In this sequel to The Lost Gate, bestselling author Orson Scott Card continues his fantastic tale of the Mages of Westil who live in exile on Earth in The Gate Thief, a novel of the Mither Mages.
Here on Earth, Danny North is still in high school, yet he holds in his heart and mind all the stolen outselves of thirteen centuries of gatemages. The Families still want to kill him if they can't control him…and they can't control him. He is far too powerful.
And on Westil, Wad is now nearly powerless—he lost everything to Danny in their struggle. Even if he can survive the revenge of his enemies, he still must somehow make peace with the Gatemage Daniel North.
For when Danny took that power from Loki, he also took the responsibility for the Great Gates. And when he comes face-to-face with the mages who call themselves Bel and Ishtoreth, he will come to understand just why Loki closed the gates all those centuries ago.
The Mithermages series
The Lost Gate
The Gate Thief
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In this middling sequel to The Lost Gate, Card connects Egyptian myth with his "literalizing of Indo-European gods" to create Danny North, the 16-year-old incarnation of the messenger/trickster god Thoth-Mercury-Hermes-Loki. Danny masquerades as an ordinary teen but is the son of the Norse gods Odin and Gerd. He's just coming into his full powers as a gate mage when some of the old gods set out to kill him. He's also so filled with "innate goodness" that he can fend off all the hot girls who want him and subdue his own adolescent hormones. Naturally, he takes on the task of saving Earth and defeating the forces of evil through a heroic act that's devoid of real consequences. Card's afterword reveals his struggles with clarifying his unusual and highly complicated world-building, but only the most devoted readers will have sympathy for these creative problems.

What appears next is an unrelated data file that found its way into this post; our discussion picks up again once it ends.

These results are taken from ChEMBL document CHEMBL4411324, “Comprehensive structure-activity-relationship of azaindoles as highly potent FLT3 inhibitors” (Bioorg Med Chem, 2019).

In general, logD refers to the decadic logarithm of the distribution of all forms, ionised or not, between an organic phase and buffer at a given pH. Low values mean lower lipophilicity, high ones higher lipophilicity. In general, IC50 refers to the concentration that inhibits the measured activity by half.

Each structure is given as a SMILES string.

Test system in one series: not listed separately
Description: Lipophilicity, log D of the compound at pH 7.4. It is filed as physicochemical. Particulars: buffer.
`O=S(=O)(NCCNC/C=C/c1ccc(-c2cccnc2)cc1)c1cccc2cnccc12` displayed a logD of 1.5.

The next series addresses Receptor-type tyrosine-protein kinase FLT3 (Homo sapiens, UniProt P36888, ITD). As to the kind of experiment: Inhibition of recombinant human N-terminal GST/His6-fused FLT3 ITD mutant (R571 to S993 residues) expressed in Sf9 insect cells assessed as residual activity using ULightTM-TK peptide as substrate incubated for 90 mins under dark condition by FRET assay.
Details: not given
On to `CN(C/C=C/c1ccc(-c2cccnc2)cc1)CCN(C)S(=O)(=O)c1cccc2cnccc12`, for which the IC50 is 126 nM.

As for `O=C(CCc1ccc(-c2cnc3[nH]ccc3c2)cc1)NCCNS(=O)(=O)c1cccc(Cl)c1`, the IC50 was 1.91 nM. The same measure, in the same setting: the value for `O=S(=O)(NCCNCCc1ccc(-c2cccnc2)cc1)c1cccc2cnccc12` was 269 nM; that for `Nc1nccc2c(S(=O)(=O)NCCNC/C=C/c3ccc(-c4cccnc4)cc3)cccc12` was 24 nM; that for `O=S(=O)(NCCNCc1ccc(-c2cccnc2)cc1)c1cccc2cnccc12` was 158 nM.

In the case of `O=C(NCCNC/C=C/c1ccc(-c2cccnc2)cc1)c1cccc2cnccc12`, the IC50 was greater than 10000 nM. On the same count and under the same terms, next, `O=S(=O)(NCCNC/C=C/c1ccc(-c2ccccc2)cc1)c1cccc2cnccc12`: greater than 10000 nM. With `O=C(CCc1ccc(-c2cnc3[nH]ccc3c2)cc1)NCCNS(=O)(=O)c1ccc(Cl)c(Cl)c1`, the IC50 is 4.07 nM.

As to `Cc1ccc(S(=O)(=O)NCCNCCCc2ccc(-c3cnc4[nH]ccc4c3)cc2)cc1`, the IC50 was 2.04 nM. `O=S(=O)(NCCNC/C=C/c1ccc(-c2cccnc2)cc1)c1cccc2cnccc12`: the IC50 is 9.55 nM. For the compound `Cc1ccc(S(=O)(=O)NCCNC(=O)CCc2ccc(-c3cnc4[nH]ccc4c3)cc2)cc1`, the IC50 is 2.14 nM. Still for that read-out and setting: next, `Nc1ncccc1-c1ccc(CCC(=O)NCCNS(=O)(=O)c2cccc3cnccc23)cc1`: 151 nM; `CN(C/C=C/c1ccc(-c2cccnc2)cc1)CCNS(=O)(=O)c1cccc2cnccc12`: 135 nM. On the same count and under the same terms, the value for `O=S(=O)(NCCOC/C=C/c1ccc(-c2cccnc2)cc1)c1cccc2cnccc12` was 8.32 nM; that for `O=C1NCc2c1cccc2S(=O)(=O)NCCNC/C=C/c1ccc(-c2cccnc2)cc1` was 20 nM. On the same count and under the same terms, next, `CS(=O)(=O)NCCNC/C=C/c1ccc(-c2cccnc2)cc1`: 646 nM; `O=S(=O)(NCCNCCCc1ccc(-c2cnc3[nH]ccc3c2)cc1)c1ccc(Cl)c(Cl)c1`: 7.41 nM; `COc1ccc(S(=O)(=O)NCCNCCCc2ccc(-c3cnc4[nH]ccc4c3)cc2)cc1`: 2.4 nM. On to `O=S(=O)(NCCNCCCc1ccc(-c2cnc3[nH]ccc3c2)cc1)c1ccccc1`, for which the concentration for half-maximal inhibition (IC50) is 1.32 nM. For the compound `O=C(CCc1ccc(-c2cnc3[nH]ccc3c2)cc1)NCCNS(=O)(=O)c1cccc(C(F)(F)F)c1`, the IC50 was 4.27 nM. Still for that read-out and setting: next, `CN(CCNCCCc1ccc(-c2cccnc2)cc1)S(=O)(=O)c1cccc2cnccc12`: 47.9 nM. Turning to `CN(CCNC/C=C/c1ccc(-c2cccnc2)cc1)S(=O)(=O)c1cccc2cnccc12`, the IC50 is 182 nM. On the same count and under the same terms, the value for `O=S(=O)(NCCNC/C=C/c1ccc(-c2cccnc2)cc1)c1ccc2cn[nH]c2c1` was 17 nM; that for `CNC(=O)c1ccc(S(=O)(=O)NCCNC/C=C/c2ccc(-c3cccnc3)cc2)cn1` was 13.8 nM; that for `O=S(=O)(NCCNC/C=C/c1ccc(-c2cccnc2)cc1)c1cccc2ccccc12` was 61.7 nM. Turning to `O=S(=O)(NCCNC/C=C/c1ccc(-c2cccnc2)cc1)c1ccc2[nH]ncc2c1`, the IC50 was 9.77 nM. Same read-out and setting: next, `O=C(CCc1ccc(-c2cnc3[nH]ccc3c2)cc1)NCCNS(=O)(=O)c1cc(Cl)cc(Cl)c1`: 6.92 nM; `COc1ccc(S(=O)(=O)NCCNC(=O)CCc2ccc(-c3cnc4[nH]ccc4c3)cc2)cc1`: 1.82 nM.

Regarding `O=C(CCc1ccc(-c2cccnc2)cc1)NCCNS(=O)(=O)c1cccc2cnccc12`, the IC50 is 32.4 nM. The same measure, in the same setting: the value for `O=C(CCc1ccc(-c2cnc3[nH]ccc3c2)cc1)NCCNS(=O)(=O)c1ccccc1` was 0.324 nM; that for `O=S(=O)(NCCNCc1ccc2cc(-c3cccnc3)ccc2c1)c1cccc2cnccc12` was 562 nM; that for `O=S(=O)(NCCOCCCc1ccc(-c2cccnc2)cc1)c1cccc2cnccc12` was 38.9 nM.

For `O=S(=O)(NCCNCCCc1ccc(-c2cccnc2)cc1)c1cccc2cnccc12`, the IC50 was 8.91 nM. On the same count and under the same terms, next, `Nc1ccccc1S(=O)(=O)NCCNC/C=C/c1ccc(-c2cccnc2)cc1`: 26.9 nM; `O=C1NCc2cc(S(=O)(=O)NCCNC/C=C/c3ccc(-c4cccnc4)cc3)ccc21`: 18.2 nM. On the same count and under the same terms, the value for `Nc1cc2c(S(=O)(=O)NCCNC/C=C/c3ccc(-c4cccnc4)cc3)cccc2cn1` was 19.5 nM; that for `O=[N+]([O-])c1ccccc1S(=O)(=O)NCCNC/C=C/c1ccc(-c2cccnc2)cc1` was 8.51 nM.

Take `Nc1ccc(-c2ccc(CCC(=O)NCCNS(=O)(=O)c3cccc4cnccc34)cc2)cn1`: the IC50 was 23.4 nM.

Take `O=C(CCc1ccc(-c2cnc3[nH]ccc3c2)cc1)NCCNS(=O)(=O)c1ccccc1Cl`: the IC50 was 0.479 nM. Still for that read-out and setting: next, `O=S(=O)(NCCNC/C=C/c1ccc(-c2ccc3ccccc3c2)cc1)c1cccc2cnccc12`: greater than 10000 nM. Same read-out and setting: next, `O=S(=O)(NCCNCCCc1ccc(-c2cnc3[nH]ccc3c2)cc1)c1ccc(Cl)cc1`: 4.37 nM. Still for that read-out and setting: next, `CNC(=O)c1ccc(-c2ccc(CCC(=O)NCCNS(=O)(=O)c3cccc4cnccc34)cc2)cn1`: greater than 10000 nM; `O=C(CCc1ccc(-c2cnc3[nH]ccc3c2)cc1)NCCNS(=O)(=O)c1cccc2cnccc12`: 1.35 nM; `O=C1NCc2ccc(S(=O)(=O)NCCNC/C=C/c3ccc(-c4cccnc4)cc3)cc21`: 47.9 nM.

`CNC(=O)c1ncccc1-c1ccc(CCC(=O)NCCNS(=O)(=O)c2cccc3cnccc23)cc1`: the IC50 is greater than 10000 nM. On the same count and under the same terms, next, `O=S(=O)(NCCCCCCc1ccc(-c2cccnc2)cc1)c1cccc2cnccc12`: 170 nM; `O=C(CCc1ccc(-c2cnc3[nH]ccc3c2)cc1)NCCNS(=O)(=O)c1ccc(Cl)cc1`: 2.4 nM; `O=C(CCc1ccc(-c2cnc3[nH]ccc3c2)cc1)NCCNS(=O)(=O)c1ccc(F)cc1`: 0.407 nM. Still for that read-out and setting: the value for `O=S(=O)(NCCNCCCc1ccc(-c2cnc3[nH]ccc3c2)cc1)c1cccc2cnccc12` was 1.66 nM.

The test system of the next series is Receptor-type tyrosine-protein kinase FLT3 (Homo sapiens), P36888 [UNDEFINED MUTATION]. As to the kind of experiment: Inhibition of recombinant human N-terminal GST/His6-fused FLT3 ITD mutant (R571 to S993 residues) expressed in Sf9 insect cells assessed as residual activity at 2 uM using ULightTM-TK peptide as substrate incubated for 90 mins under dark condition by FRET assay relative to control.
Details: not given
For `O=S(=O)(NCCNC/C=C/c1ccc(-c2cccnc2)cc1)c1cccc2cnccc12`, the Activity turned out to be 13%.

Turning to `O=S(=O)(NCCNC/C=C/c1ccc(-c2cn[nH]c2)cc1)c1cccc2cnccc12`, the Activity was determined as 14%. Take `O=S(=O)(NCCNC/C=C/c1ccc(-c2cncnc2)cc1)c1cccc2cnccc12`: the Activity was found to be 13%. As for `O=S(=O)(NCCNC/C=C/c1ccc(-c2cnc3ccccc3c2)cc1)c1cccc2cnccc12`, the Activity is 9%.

A worthy continuation of The Lost Gate
You must definitely read the Lost Gate before reading this sequel. Otherwise you will be "lost." But that's ok because they are both great books. I hope this becomes a long series like Alvin Maker. Can't wait for the next book. Oh, and Orson, please supply the promised maps!
Extremely disappointing ending. What happened to the usual Card craftsmanship?
Terrible way to end the book